Right. Okay. Got you. And then the second question on the Perama Hill study that you're working on that you talk about releasing in -- is that timing in Q4 as well?

George Burns -- President and Chief Executive Officer

Yeah. It's also tracking for the fourth quarter.

Kerry Smith -- Haywood Securities -- Analyst

And what are you doing there, just updating the old engineering? Are you updating the mine plan? Or it's just really trying to wrap some new economics around that project?

George Burns -- President and Chief Executive Officer

There's a bit of a redesign happening. So the pit looks to be a bit bigger. We've kind of reoptimized the location of plant infrastructure. So some -- I'd say, some modest improvements and basically updating it for current environmental standards, being prepared then to submit the revised EIA.

Kerry Smith -- Haywood Securities -- Analyst

Okay. Got you. And then just maybe the last question, if I could. What are your sort of -- is your current thinking on TZ? Are you thinking to maybe update the economics that you did in the feasibility? Obviously, the economics would look significantly better today versus the economics that you had back when you did that study.

George Burns -- President and Chief Executive Officer

The study is pretty fresh. So really, it is higher metal prices and FX rate changes that impact valuation. And obviously, those are numbers we have and are articulating with prospective acquirers.

Kerry Smith -- Haywood Securities -- Analyst

Okay. And are you still thinking to try and sell that property? And is that still your plan?

George Burns -- President and Chief Executive Officer

Well, the way I'd characterize it is both our remaining and Brazilian assets are viewed to be non-core, and if we found a reasonable offer that's in line with strengthening our balance sheet and supportive of our focus on growth elsewhere.

Kerry Smith -- Haywood Securities -- Analyst

Okay. I got it. That's great. Thanks very much and congratulations again.

George Burns -- President and Chief Executive Officer

Thanks, Kerry.

Operator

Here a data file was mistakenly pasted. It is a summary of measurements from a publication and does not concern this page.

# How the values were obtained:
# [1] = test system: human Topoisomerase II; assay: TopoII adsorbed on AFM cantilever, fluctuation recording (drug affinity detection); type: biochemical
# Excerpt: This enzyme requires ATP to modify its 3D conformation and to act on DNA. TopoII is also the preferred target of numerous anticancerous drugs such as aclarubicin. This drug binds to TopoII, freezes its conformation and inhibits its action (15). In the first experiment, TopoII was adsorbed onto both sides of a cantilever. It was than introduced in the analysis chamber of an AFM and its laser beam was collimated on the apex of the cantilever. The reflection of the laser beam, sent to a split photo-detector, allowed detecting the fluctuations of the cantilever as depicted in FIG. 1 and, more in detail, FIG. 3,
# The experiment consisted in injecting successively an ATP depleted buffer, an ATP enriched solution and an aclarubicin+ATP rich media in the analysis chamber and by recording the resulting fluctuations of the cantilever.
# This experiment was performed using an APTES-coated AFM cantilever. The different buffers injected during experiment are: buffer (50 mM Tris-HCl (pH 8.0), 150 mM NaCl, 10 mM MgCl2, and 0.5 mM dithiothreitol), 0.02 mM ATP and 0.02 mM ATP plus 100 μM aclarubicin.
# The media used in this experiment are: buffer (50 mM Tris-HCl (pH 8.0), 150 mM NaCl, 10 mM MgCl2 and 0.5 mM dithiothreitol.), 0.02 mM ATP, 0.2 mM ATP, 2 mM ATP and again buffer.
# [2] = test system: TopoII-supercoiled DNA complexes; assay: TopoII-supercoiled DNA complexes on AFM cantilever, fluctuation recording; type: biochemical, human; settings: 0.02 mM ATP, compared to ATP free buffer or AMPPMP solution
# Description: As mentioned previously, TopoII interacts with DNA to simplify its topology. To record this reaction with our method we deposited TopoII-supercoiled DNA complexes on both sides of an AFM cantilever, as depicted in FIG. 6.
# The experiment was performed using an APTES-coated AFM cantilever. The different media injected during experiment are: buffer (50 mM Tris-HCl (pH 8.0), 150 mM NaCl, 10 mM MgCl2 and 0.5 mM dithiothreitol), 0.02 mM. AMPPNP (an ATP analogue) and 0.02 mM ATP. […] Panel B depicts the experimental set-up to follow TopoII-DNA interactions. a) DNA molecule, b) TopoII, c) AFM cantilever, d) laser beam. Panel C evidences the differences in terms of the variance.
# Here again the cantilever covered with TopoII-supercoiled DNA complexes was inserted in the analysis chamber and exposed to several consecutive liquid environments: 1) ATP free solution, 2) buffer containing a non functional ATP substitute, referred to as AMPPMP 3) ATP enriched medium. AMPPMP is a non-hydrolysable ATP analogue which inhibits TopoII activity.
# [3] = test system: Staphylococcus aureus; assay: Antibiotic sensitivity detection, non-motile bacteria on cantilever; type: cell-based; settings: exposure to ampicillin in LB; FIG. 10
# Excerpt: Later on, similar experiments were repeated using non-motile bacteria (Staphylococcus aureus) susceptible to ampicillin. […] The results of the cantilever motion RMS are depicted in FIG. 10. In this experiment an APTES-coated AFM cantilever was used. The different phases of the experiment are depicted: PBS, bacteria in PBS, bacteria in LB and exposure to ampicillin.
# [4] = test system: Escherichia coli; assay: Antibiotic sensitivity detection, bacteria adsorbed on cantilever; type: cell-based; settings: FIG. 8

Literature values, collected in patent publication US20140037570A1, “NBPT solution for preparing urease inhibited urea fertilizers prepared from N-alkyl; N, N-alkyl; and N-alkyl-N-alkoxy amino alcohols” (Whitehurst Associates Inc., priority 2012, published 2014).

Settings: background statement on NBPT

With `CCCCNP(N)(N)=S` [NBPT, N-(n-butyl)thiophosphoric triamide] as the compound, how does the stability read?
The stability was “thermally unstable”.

Our next question comes from Tanya Jakusconek of Scotiabank. Please go ahead.

Tanya Jakusconek -- Scotia Capital -- Analyst

Good morning, gentlemen. Can you hear me?

George Burns -- President and Chief Executive Officer

We can.

Tanya Jakusconek -- Scotia Capital -- Analyst

Okay, perfect.

George Burns -- President and Chief Executive Officer

Good morning.

Tanya Jakusconek -- Scotia Capital -- Analyst

Good morning. I have three questions, I guess two I can give to Phil, and then the last one for you, George. Phil, maybe can we start? I know that we have reconfirmed the guidance for production, all-in sustaining costs and cash costs. Can we talk about the capital? You did mention that capital is going to be higher in Q3. Can you kind of review what the capital spend is for this year and sort of how it goes into Q3, Q4?

Philip Yee -- Executive Vice President and Chief Financial Officer

Sure, Tanya. So I think the capital in Q2 was just slightly lower than what we spent in Q1. And I think in terms of overall below the rate, if you spread it out for the whole year. But I think we're still on schedule for our guidance for the year, which would indicate a higher rate of capital spending in the second half. It all comes down to timing as well. It comes -- there's certain projects that have perhaps been slightly impacted by, for example, COVID at Lamaque with the three-week shutdown in March and April. But we continue to move ahead, and I think we're confident that our guidance on the capital will remain for this year.

Tanya Jakusconek -- Scotia Capital -- Analyst

Okay. Can you remind me your capital guidance for this year on sustaining and development?

Philip Yee -- Executive Vice President and Chief Financial Officer

Sorry, I'm just trying to pull up the number here, so one sec here. So guidance for sustaining capex.

Joseph Dick -- Executive Vice President and Chief Operating Officer

Phil, I have the number. Maybe I can help you out.

Philip Yee -- Executive Vice President and Chief Financial Officer

Sure. Thanks, Joe.

Joseph Dick -- Executive Vice President and Chief Operating Officer

So on -- it's $101 million to $145 million on development capital and $105 million to $125 million on growth -- for sustaining, excuse me.